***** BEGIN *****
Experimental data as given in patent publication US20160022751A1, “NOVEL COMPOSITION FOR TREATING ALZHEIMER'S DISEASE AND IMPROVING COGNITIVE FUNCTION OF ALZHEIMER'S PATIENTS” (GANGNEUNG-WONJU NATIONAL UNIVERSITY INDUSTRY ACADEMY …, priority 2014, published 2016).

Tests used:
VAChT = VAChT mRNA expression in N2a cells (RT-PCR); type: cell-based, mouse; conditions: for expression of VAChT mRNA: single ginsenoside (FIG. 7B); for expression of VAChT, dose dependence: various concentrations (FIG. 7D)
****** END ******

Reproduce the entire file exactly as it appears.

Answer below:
Experimental data as given in patent publication US20160022751A1, “NOVEL COMPOSITION FOR TREATING ALZHEIMER'S DISEASE AND IMPROVING COGNITIVE FUNCTION OF ALZHEIMER'S PATIENTS” (GANGNEUNG-WONJU NATIONAL UNIVERSITY INDUSTRY ACADEMY …, priority 2014, published 2016).

Tests used:
VAChT = VAChT mRNA expression in N2a cells (RT-PCR); type: cell-based, mouse; conditions: for expression of VAChT mRNA: single ginsenoside (FIG. 7B); for expression of VAChT, dose dependence: various concentrations (FIG. 7D)